Liquid Nitrogen And It’s Application

While the nitrogen is boiling, a small cloud appears above. Many would think this is “steam” or “smoke,” but of course steam is invisible and smoke is the product of combustion. The cloud actually consists of small particles of liquid water condensed from the air above the Dewar by the cooling effect of the boiling of the nitrogen.

As soon as Liquid Nitrogen comes into contact with any surface it starts to boil and vaporize rapidly. This brings about an interesting effect called “Leidenfrost Effect”. The Leidenfrost effect occurs when a liquid comes into contact with a surface that is at a temperature much greater than its boiling point, and it causes the liquid to vaporize at such a rate that it forms a layer of insulating vapor between it and the surface. This means that a cryogenic liquid (or any light porous material soaked with it) will lift itself up from the floor and start to hover. Since for liquid nitrogen ANY surface will be at a temperature significantly above its boiling point, the mere act of spilling some on a smooth surface floor will cause it to move about with virtually zero friction. As it does so it moves and changes shape like an amoeba, and smokes slightly.

Liquid cryogens boil without evident heating because even ordinary materials like a table have quite a lot of heat, and not much heat is needed is boil a liquid cryogen.

As liquid nitrogen warms up from its liquefaction temperature of -196°C (-321°F) to room temperature (25°C), it undergoes first a phase change (from liquid to gas), which results in an expansion of 174.6 times the original volume of liquid. The resulting nitrogen gas is than warmed by 221 degrees Celsius, expanding an extra 3.7 times. The net expansion for liquid nitrogen is hence (174.6 x 3.7) 645.3 times the original volume when heated to room temperature. This means that 1 liter of liquid nitrogen will occupy 645.3 liters as a gas once it has all vaporized. Due to this dramatic expansion, when liquid nitrogen is placed in a closed container and allowed to vaporize, the pressure in the container will rise very quickly, and if it is not allowed to escape, the container is very likely to burst.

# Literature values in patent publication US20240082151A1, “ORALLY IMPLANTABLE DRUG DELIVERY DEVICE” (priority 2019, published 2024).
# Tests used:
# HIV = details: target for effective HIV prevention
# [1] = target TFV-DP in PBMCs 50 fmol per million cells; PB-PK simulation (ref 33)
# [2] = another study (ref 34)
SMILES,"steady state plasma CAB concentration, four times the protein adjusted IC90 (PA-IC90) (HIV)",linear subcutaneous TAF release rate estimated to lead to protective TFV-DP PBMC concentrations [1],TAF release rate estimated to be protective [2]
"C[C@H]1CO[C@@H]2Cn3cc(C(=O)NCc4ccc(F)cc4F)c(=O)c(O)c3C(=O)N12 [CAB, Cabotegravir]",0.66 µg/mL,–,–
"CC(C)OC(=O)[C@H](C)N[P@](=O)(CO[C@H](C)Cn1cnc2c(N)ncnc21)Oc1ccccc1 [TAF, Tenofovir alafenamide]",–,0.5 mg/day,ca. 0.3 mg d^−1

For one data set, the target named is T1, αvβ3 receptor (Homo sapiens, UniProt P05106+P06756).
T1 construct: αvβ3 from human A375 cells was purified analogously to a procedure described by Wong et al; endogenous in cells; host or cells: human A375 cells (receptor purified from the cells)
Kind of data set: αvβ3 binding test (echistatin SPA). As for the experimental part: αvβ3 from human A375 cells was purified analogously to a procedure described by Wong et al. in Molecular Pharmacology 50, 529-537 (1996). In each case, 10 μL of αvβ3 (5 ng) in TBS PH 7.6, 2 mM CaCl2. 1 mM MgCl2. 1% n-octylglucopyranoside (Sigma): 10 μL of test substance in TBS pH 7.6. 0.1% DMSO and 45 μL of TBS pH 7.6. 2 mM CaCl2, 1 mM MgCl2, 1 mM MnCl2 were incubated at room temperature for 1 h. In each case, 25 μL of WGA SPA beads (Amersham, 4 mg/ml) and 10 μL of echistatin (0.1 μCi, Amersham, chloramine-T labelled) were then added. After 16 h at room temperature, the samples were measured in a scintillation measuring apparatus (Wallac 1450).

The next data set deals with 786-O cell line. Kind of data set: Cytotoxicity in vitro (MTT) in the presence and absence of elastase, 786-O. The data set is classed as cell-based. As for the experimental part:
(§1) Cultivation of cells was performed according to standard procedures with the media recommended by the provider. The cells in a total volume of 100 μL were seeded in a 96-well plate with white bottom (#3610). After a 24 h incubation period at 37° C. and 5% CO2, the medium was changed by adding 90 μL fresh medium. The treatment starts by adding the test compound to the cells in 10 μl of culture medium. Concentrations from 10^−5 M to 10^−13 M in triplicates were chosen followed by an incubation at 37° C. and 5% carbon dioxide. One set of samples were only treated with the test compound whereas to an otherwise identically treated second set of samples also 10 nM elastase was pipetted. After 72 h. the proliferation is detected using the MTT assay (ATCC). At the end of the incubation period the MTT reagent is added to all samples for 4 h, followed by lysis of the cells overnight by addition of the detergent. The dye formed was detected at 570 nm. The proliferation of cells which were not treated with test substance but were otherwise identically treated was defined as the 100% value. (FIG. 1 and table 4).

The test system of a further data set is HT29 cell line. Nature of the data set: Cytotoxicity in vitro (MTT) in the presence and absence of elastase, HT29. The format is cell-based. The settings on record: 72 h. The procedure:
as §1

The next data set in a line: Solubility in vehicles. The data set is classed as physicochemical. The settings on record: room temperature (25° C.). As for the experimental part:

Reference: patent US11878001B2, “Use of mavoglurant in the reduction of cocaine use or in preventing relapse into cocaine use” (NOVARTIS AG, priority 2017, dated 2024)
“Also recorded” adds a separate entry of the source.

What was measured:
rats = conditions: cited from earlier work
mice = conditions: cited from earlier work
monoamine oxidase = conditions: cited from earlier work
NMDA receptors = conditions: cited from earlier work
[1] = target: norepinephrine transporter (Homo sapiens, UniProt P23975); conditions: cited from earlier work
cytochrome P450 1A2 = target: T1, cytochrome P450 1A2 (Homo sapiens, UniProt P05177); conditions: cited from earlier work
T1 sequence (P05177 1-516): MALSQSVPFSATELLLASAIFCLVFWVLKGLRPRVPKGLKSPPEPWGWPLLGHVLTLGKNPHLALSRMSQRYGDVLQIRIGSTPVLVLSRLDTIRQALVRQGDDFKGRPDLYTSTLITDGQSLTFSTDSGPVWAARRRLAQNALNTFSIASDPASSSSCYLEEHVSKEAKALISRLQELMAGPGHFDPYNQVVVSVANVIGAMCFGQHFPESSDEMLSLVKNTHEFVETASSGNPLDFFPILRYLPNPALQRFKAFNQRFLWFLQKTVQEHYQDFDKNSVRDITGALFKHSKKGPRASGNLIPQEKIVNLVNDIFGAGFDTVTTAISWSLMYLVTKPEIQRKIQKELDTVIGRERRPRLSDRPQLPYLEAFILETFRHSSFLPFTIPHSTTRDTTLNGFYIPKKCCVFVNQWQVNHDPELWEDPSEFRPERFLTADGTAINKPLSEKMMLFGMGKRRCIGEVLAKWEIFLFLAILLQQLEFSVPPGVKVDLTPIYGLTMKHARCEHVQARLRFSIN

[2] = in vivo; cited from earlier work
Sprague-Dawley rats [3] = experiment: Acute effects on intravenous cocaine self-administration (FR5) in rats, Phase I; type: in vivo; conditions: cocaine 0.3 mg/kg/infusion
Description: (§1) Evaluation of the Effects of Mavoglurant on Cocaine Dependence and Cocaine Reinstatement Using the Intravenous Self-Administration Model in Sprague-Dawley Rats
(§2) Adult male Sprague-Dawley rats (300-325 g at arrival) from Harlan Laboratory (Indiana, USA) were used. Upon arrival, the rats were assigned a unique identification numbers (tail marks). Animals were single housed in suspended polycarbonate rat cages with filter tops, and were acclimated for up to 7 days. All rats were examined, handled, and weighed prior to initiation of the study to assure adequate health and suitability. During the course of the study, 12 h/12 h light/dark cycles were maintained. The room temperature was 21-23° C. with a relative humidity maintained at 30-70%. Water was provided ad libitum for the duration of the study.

Here the opposite of what happens when liquid nitrogen vaporizes is demonstrated: As stated above liquid Nitrogen expands greatly when vaporized and heated to room temperature. Since the pressure of a gas is directly proportional to its temperature (PV=nRT), we can assume that all the Nitrogen inside the balloon will contract 235times, leaving the balloon 1/235th of its original volume. When the air in a balloon is cooled, its pressure decreases, and the pressure of the external atmosphere “crushes” it. Some of the nitrogen and most of the oxygen in the balloon may liquefy.

But since air is made up (by weight) of 75.5% Nitrogen, 23% oxygen, 1% argon and the remainder is noble gases and carbon dioxide, and since oxygen liquefies at -186C. Once the nitrogen has cooled and contracted all the Oxygen inside the balloon is liquefied. Together with the carbon dioxide and any water vapor (both of which freeze), the actual contraction is in the order of 900 times the original volume of gas, making the balloon shrink rapidly into a solid, shriveled up piece of hard rubber.

As a general rule, any solid that is cooled to liquid nitrogen temperatures will become hard and brittle. Under very low temperatures the molecules in the solid vibrate so slowly that they are not able to move when the solid is subjected to a great force. Hence, it breaks. Some solids actually become stronger when cooled. Placing a balloon not blown up into the liquid Nitrogen and then dropping it on the table you can hear a “clink”, this balloon can be snapped in half, or stepped on and shattered as if it was made of brittle glass.


Do NOT try this at home

Liquid nitrogen is potentially very dangerous since it can cause instant frostbite. Never allow it to come into contact with bare skin. Objects should be lowered into the liquid nitrogen and removed with tongs. Be careful that it doesn’t splash into the eyes. Gloves and protective eyewear are recommended. Watch the Lab Safety video to see the necessary safety equipment items for the Cryogenics Lab.

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